↑ comment by Viliam ·
2021-07-31T20:28:24.020Z · LW(p) · GW(p)
Sounds correct. I was thinking how this applies to computer games:
Several subskills - technical perfection, new idea, interesting story, graphics, music... Different games become popular for different aspects (Tetris vs Mass Effect vs Cookie Clicker).
A frequent beginner mistake is making a game with multiple levels which feel like copies of each other. That's because you code e.g. five or ten different interactive elements, and then you use all of them in every level. It makes the first level needlessly difficult, and every following level boring. Instead, you should introduce them gradually, so each level contains a little surprise, and perhaps you should never use all of them in the same level, but always use different subsets, so each level has a different flavor instead of merely being more difficult.
Another beginner mistake is to focus on the algorithm and ignore the non-functional aspects. If one level has a sunset in background, and another level uses a night sky with moon, it makes the game nicer, even if the background does not change anything about functionality.
Yet another mistake is to make the game insanely difficult, because as a developer you know everything about it and you played the first level for hundred times, so even the insanely difficult feels easy to you. If most new players cannot complete the tutorial, your audience is effectively just you alone.
Some people may be successful and yet you don't want to be like them, e.g. because they optimize the product to be addictive, while you aim for a different type of experience; or their approach is "explore the market, and make a clone of whatever sells best", while you have a specific vision.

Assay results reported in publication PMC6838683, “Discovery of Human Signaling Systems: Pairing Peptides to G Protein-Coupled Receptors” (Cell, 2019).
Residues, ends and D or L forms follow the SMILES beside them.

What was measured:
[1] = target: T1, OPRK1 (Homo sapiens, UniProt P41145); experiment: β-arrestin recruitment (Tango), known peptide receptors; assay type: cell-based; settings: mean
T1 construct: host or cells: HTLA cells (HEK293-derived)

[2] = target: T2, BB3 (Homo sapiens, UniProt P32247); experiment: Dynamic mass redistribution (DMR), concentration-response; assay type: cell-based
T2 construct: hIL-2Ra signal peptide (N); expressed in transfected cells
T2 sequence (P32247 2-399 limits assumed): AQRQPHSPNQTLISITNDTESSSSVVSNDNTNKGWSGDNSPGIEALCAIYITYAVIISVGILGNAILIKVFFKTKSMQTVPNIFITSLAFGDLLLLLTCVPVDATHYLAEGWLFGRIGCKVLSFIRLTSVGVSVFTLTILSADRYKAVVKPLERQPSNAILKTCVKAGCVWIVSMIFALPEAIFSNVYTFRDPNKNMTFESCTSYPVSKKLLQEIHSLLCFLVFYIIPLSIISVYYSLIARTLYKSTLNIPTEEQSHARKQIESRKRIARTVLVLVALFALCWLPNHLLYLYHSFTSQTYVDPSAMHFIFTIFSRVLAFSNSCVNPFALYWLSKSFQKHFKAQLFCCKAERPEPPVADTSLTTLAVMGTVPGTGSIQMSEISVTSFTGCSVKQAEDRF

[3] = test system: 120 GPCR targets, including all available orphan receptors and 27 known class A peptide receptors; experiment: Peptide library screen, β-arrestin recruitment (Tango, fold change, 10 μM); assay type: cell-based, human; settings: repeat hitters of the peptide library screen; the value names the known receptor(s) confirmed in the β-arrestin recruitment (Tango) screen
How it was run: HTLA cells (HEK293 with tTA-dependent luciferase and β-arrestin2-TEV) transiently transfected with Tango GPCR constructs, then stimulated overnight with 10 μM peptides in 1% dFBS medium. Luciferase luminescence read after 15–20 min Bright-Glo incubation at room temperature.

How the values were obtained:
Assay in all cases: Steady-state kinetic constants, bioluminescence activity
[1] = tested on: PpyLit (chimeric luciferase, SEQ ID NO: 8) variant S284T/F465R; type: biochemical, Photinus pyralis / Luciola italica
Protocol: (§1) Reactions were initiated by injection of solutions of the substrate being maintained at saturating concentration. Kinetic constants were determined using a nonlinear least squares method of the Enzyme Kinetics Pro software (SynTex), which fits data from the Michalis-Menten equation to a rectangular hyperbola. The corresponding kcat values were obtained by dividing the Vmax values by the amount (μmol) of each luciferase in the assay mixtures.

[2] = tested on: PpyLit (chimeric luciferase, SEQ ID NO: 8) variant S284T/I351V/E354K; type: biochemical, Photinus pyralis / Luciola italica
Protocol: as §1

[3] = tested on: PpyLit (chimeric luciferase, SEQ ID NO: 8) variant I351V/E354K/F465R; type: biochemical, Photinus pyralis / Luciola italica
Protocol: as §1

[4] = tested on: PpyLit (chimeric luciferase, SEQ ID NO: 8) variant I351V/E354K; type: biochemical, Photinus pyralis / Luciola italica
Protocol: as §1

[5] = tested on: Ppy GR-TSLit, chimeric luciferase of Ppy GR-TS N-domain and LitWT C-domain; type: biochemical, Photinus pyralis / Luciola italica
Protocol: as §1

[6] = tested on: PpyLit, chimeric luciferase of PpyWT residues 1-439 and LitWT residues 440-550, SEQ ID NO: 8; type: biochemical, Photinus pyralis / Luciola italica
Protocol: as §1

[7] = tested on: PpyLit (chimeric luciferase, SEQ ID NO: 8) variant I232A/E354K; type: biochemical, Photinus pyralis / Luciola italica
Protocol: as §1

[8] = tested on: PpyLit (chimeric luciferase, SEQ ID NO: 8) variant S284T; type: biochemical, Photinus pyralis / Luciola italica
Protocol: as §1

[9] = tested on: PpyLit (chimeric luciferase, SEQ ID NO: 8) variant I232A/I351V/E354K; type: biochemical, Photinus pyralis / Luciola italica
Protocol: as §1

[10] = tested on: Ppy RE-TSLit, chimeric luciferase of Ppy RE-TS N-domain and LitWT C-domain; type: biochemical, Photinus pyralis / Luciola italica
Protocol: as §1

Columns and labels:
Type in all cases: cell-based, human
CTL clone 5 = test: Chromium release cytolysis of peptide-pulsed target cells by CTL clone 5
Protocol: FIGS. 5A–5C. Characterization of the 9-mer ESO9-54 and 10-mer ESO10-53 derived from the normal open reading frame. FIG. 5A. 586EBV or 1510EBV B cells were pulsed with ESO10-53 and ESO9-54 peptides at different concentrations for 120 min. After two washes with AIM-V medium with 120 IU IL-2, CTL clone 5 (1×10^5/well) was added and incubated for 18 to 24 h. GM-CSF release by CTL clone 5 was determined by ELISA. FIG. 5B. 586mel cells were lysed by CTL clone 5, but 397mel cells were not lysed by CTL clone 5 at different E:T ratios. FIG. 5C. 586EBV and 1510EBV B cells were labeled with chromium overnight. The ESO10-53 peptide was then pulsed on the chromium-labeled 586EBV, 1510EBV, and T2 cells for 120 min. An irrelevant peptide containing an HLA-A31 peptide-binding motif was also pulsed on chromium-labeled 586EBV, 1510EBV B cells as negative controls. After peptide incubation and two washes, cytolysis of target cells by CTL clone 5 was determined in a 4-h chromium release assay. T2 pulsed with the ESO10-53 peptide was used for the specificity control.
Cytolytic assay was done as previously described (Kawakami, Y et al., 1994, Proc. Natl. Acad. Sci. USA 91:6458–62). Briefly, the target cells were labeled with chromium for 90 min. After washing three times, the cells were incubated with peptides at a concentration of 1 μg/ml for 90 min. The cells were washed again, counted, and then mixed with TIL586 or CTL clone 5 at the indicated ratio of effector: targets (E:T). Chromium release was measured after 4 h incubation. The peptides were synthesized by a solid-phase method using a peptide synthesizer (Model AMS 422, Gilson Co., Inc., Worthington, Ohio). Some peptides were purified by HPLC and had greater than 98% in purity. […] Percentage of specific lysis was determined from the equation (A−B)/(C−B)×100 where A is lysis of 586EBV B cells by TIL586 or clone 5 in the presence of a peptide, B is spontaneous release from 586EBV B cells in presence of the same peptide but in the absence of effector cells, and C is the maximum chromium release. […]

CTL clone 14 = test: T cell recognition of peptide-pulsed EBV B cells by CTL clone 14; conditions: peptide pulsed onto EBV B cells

You should do a very simple game first, because you are probably never going to finish a complicated one if it's your first attempt. I know a few people who ignored this advice, spent a lot of time designing something complex, in one case even rented a studio... but never finished anything. (Epistemic check: possible base-rate fallacy; most people never write a complete computer game, this might include even most of those who started small.) And the more time you wasted trying to make a complicated game, the less likely you are to give up and start anew.
Successful game authors often recycle good ideas from their previous, less successful games.
The audience is famously toxic. Whatever game you make, some people will say horrible things about the game and about you in general. It is probably wise to ignore them. (Epistemic check: so you're saying that you should only listen to those who liked your game? Yeah... from the profit perspective, the important thing is how many fans you have, not what is their ratio to haters. A game with 1000 fans and 10000 haters is more successful than a game with 10 fans and 1 hater.)
Being good at designing logical puzzles does not translate into being good at designing 3D shooters, and vice versa.